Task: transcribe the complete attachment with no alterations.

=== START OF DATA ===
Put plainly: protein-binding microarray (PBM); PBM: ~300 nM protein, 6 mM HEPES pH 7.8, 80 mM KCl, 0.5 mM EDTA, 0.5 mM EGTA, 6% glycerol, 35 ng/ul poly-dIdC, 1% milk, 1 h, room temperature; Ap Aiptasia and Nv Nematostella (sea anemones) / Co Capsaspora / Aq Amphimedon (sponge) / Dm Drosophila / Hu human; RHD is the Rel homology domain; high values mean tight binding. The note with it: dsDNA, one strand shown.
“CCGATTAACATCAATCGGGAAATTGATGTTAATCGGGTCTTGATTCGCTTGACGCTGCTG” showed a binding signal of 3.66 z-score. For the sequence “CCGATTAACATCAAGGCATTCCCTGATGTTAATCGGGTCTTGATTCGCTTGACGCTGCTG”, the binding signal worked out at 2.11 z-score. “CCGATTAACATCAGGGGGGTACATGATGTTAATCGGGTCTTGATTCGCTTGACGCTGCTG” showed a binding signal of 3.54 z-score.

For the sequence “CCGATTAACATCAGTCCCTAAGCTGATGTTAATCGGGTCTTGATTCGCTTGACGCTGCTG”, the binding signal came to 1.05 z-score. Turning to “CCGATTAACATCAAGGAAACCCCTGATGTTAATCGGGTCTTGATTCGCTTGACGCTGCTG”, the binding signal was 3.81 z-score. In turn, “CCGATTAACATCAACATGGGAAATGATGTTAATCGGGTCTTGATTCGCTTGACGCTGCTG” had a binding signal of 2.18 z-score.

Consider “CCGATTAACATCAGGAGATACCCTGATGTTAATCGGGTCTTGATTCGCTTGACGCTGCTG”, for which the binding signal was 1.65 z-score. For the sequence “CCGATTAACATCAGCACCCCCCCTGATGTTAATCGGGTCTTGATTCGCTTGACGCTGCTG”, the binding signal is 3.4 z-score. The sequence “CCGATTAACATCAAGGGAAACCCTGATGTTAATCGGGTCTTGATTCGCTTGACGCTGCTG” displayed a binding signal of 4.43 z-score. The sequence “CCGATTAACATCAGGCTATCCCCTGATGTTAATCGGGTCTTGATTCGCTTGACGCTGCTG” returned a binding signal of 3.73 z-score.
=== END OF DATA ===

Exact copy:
Put plainly: protein-binding microarray (PBM); PBM: ~300 nM protein, 6 mM HEPES pH 7.8, 80 mM KCl, 0.5 mM EDTA, 0.5 mM EGTA, 6% glycerol, 35 ng/ul poly-dIdC, 1% milk, 1 h, room temperature; Ap Aiptasia and Nv Nematostella (sea anemones) / Co Capsaspora / Aq Amphimedon (sponge) / Dm Drosophila / Hu human; RHD is the Rel homology domain; high values mean tight binding. The note with it: dsDNA, one strand shown.
“CCGATTAACATCAATCGGGAAATTGATGTTAATCGGGTCTTGATTCGCTTGACGCTGCTG” showed a binding signal of 3.66 z-score. For the sequence “CCGATTAACATCAAGGCATTCCCTGATGTTAATCGGGTCTTGATTCGCTTGACGCTGCTG”, the binding signal worked out at 2.11 z-score. “CCGATTAACATCAGGGGGGTACATGATGTTAATCGGGTCTTGATTCGCTTGACGCTGCTG” showed a binding signal of 3.54 z-score.

For the sequence “CCGATTAACATCAGTCCCTAAGCTGATGTTAATCGGGTCTTGATTCGCTTGACGCTGCTG”, the binding signal came to 1.05 z-score. Turning to “CCGATTAACATCAAGGAAACCCCTGATGTTAATCGGGTCTTGATTCGCTTGACGCTGCTG”, the binding signal was 3.81 z-score. In turn, “CCGATTAACATCAACATGGGAAATGATGTTAATCGGGTCTTGATTCGCTTGACGCTGCTG” had a binding signal of 2.18 z-score.

Consider “CCGATTAACATCAGGAGATACCCTGATGTTAATCGGGTCTTGATTCGCTTGACGCTGCTG”, for which the binding signal was 1.65 z-score. For the sequence “CCGATTAACATCAGCACCCCCCCTGATGTTAATCGGGTCTTGATTCGCTTGACGCTGCTG”, the binding signal is 3.4 z-score. The sequence “CCGATTAACATCAAGGGAAACCCTGATGTTAATCGGGTCTTGATTCGCTTGACGCTGCTG” displayed a binding signal of 4.43 z-score. The sequence “CCGATTAACATCAGGCTATCCCCTGATGTTAATCGGGTCTTGATTCGCTTGACGCTGCTG” returned a binding signal of 3.73 z-score.